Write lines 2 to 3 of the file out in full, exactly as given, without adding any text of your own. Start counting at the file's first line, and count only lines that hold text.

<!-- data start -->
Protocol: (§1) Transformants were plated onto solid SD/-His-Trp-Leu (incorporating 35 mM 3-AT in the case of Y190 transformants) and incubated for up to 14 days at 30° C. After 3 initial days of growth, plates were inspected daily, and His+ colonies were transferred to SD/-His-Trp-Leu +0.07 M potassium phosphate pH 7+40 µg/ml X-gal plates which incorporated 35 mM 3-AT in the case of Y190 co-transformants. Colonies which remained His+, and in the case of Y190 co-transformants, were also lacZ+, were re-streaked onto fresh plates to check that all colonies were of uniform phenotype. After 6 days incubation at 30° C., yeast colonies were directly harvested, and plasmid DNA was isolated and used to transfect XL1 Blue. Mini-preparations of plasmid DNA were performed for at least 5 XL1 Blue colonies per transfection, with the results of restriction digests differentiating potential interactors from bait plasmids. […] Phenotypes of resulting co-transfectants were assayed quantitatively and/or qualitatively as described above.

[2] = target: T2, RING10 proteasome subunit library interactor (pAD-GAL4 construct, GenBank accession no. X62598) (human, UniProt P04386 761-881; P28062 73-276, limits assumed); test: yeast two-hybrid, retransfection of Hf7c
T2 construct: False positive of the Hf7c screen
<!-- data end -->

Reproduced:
[2] = target: T2, RING10 proteasome subunit library interactor (pAD-GAL4 construct, GenBank accession no. X62598) (human, UniProt P04386 761-881; P28062 73-276, limits assumed); test: yeast two-hybrid, retransfection of Hf7c
T2 construct: False positive of the Hf7c screen